Community Research and Development Information Service - CORDIS


RUMINOMICS — Result In Brief

Project ID: 289319
Funded under: FP7-KBBE
Country: United Kingdom
Domain: Agriculture and Forestry

Greenhouse gas emissions in dairy cows

To reduce the greenhouse gas emissions of the dairy industry and improve its productivity, EU researchers studied the organisms living in cows' intestines. Their results shed light on the interconnected factors affecting emissions and efficiency.
Greenhouse gas emissions in dairy cows
Cows are the world's foremost anthropological source of methane, a gas that is a large contributor to global warming. Technologies are now available that allow us to study the microbiological and genetic causes and drivers of high methane production in cows.

The EU-funded RUMINOMICS (Connecting the animal genome, gastrointestinal microbiomes and nutrition to improve digestion efficiency and the environmental impacts of ruminant livestock production) initiative used these new technologies to explore the efficiency and to identify ways to decrease the environmental impact of farming ruminant animals – cows in particular. To achieve this, the researchers collected and scrutinised data from 1 000 cows on farms across Europe.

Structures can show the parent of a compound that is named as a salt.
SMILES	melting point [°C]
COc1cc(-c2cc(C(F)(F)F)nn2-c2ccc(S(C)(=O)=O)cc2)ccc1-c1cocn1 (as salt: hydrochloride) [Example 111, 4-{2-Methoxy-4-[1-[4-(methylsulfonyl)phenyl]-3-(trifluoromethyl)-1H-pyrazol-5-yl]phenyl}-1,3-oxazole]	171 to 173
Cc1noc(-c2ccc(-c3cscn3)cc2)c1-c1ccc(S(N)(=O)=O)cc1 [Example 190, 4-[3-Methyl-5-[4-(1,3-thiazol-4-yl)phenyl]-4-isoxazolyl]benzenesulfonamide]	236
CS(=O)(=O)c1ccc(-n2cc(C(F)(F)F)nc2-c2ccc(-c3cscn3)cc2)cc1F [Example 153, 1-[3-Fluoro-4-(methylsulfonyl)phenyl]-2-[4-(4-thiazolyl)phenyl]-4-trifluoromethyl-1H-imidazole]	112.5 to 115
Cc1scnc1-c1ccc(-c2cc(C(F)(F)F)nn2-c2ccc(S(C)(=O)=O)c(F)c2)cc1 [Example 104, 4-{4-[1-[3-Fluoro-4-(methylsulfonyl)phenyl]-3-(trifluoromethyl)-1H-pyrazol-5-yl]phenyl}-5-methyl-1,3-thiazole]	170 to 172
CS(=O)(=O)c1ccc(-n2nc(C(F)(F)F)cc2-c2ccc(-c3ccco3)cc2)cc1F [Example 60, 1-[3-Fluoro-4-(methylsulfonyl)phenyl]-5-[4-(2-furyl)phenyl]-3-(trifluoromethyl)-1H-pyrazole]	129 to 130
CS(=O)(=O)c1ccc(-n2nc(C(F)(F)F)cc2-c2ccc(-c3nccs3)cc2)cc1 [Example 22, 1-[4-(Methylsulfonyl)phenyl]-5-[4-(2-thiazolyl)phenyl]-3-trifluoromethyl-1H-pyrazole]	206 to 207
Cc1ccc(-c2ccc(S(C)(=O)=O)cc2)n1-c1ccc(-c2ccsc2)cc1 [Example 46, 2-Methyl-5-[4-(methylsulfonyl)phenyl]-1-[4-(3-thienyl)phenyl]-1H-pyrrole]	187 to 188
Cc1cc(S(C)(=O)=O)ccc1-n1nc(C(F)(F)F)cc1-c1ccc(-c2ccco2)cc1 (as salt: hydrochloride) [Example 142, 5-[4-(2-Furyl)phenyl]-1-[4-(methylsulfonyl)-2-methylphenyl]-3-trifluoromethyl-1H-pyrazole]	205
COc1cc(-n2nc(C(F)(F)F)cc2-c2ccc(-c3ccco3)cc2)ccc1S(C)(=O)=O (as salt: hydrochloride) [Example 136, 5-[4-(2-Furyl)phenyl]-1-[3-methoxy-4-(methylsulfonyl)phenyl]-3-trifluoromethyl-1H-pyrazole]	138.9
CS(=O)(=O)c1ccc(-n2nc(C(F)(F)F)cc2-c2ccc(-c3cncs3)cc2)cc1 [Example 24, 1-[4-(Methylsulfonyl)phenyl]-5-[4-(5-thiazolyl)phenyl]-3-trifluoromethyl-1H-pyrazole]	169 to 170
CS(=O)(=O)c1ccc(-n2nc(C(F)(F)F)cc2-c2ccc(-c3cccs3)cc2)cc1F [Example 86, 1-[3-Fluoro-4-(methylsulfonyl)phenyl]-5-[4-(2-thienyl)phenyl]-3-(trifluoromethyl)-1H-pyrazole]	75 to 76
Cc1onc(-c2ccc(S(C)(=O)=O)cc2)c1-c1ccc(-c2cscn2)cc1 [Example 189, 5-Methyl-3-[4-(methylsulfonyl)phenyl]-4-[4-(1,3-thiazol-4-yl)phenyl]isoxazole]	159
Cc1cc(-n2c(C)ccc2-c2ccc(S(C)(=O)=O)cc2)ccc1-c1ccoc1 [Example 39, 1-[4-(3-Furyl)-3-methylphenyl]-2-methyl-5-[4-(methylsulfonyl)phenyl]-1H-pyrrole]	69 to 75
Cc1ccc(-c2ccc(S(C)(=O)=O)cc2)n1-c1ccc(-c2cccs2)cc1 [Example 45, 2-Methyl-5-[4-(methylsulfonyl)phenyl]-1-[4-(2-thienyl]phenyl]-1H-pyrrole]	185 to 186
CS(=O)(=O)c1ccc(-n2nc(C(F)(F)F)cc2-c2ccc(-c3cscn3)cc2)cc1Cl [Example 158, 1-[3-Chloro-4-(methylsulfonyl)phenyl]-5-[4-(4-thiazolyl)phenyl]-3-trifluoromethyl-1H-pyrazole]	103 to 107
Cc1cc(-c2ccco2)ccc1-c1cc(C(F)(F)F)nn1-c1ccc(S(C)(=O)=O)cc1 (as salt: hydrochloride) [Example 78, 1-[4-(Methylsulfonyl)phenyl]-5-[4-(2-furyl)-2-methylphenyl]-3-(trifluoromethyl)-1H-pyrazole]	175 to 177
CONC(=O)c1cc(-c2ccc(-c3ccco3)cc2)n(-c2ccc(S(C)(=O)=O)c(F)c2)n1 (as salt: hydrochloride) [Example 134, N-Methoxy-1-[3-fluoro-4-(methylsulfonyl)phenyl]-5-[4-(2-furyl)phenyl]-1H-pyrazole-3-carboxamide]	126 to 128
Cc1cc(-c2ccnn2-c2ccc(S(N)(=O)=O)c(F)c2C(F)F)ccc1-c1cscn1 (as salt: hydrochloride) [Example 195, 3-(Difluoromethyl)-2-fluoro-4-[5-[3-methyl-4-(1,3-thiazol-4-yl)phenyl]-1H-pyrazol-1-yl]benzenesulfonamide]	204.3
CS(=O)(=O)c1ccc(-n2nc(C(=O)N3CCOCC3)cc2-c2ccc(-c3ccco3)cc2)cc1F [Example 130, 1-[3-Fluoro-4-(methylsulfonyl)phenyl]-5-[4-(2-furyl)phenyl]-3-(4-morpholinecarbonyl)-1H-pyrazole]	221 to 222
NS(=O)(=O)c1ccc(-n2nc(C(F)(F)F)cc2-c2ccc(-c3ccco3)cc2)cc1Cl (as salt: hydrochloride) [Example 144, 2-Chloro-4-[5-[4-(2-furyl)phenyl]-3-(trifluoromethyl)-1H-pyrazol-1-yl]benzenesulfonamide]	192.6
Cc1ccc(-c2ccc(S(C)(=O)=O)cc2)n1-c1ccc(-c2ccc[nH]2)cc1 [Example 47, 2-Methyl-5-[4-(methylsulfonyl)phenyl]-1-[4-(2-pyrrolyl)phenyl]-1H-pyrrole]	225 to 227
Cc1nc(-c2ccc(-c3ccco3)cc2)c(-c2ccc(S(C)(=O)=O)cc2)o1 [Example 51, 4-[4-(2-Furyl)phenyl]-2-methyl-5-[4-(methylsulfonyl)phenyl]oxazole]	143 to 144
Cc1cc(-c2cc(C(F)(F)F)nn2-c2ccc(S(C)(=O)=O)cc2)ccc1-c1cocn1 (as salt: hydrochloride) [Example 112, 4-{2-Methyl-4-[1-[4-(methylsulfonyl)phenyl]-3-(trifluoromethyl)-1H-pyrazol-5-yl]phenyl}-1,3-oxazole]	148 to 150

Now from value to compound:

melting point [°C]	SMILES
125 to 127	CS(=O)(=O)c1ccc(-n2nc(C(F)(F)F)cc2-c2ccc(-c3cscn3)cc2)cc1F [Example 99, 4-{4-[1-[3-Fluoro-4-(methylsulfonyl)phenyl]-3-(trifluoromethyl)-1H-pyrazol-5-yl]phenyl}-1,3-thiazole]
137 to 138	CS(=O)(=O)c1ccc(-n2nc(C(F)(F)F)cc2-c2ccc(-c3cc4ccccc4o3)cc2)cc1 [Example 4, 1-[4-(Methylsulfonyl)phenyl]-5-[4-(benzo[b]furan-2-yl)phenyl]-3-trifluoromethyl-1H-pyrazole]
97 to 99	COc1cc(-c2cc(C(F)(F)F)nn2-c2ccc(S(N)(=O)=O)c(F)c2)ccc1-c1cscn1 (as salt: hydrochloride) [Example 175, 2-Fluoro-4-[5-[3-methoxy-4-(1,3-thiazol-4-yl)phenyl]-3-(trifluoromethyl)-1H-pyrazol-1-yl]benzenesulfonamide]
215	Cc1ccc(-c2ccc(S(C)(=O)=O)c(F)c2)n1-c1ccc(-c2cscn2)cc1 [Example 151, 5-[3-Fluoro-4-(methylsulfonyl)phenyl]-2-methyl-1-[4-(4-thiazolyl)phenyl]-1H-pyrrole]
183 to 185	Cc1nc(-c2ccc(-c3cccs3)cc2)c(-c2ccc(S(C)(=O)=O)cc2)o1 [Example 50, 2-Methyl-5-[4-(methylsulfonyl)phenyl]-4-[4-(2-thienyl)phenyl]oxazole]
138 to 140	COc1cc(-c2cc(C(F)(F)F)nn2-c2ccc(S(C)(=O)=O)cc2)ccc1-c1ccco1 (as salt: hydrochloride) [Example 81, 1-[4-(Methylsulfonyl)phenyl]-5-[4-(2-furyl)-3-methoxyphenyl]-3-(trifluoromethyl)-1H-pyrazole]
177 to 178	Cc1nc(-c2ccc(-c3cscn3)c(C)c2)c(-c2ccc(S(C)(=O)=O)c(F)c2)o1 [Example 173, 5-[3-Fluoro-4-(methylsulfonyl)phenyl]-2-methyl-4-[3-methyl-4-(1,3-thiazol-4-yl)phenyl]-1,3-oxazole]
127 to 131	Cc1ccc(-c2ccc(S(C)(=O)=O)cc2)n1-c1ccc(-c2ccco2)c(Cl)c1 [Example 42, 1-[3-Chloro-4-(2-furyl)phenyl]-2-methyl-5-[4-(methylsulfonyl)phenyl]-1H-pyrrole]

RUMINOMICS used the data to identify the genetic basis of high methane production, both in cows and in the microorganisms living in their gut. The study also looked at variations in gut microorganisms, desirable traits for breeders and the effects of feed on methane production.

A surprising finding was that genetically selecting dairy cows that emit less methane also selects for animals that are less efficient at producing milk. Thus, these lower emitters produce more methane per unit of milk.

Higher-efficiency cows may produce more methane, but because they produce more milk the amount of methane per unit of milk is less. Therefore breeders should select high-efficiency ruminants, rather than low-methane ruminants.

Nutrition, rather than microorganisms, is the main driver of emissions. Regardless, the scientists found certain gut microorganisms were associated with low methane emissions.

The results yielded by RUMINOMICS provide a wealth of data on the genetics underlying greenhouse gas emissions in the dairy industry. These findings have the potential to improve the efficiency of dairy farming, while decreasing emissions.

Related information


Life Sciences


Greenhouse gas emissions, cows, dairy industry, methane, RUMINOMICS
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